Hence, at least for the near future, such professionals will be only relegated to doing lower-end work, thereby, earning the same kinds of salaries as those in other areas of KPO. Keeping this in view, the best hope for the Indian outsourcing industry is that the managers at the clients’ end in the US or Europe partition their business problems into sub-problems and the give these sub-problems to professionals in India, thereby, saving 70 per cent in costs for solving these sub-problems.

*Myth Number 4 - Attrition within the analytics outsourcing industry in India is low:
Like other sub-sectors of KPO, attrition in data analytics is approximately 30 per cent, which implies that most data analytics firms have become “hiring and training machines.” Reasons for higher attrition include late-night working schedules, boredom with low-end work, and continued shortage of such professionals in India.

Such attrition and “job hopping” further reduces the acquisition of domain expertise because whenever professionals leave a firm to join another, they end up wasting 3-4 months of their career.

*Myth Number 5 – This time it is different with Data Analytics Outsourcing:
In fact, exactly the opposite is true. Most analytics firms in India are currently following the old beaten path of FTE (Full-Time Equivalent) pricing and providing these professionals in a staff augmentation mode. Furthermore, like other sectors of KPO, because there are very few barriers to entry, there are already more than 180 organisations, which are either pure-play analytics firms or analytics divisions of larger companies.

Clearly, small and nimble players can keep their overheads (e.g., Sales, General and Administration expenses) low, thereby, undercutting others and ensuring a race to the bottom with respect to both prices and profit margins. Hence, just like the other sub-sectors of KPO, firms in the data analytics sector are already beginning to witness 20-22 per cent LTM-EBITDA (Earnings Before Interest, Taxes, Depreciation and Amortisation for the Last Twelve Months) of their total revenues.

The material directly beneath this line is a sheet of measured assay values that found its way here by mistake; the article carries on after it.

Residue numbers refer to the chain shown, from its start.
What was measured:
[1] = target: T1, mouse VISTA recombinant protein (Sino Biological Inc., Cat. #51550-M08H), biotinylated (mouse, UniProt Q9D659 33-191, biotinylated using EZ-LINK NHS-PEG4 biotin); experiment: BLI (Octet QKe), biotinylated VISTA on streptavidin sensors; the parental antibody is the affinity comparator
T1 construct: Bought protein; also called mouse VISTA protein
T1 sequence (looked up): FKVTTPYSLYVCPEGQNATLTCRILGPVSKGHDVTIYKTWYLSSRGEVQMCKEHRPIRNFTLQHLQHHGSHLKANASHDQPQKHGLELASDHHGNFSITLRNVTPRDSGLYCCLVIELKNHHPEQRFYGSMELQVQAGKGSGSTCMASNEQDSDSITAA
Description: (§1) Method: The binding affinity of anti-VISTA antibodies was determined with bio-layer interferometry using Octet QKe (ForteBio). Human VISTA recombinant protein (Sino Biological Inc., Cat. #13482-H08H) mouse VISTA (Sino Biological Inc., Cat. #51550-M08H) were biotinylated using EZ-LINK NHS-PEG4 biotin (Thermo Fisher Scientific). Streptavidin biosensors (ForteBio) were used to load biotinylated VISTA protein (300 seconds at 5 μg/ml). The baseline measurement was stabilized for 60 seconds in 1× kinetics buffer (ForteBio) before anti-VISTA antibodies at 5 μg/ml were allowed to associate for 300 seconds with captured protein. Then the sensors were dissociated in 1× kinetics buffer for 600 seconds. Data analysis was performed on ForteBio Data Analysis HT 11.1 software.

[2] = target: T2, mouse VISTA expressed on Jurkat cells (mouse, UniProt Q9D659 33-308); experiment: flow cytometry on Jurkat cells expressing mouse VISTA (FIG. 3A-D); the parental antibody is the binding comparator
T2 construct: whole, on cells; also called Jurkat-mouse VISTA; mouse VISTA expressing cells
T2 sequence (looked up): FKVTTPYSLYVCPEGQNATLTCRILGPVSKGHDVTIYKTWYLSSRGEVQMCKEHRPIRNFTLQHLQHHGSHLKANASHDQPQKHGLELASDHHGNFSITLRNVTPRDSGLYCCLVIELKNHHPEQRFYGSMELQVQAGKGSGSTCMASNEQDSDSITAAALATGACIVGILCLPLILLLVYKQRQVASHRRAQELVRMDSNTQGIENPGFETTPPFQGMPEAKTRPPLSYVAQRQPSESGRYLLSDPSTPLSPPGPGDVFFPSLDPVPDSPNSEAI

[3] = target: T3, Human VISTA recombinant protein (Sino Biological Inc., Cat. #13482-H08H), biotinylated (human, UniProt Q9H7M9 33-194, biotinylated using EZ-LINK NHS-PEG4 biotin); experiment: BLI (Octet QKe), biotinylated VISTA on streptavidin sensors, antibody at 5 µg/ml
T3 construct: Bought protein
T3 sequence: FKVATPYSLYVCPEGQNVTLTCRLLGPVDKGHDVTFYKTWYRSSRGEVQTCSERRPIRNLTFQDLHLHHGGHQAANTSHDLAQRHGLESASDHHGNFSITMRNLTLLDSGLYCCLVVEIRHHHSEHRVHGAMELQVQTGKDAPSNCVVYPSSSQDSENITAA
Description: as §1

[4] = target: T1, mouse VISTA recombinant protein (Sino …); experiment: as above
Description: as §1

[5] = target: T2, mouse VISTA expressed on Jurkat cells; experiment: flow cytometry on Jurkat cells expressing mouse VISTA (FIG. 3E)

*Myth Number 6 – By creating a few APIs or home-grown visualisation software, a data analytics services company can stand out:
In order to differentiate themselves, several niche companies have started creating “software macros” or homegrown visualisation software.

However, because there are already more than 50 visualisation software companies in the world, it is not clear that building homegrown visualisation software would help them unless their software is really intuitive and captivating with a broad appeal. Indeed, if the Indian firms really want to differentiate themselves, they would need to develop more domain expertise among their professionals or create products or solutions.

*Myth Number 7 – Valuations for Analytics Outsourcing Companies will be significantly higher than other KPO companies:

Since analytics firms in India lack mature domain expertise, a comparison of such companies to Splunk or Palantir seems far-fetched; whereas, Palantir has deep domain expertise in defence, law enforcement, banking and insurance sectors, Splunk has deep expertise in “machine data”.

Also, according to our estimates, since most KPO companies in India are likely to grow at approximately 12 per cent CAGR for the next six years and their current valuation would be around 11-12 times LTM-EBITDA, it is hard to see how such valuation for the corresponding data analytics services firms in India would be more than 16-18 times LTM-EBITDA, especially when they are likely to grow at 18 per cent CAGR.

(Alok Aggarwal is Chairman and Chief Data Scientist at Saratoga, California-based Scry Analytics and co-founder of Evalueserve. Also founder of IBM’s India Research Laboratory, which he set up in the Indian Institute of Technology (IIT), New Delhi, Aggarwal is a pioneer in the KPO space. He completed his PhD from Johns Hopkins University in Electrical Engineering and Computer Science in 1984)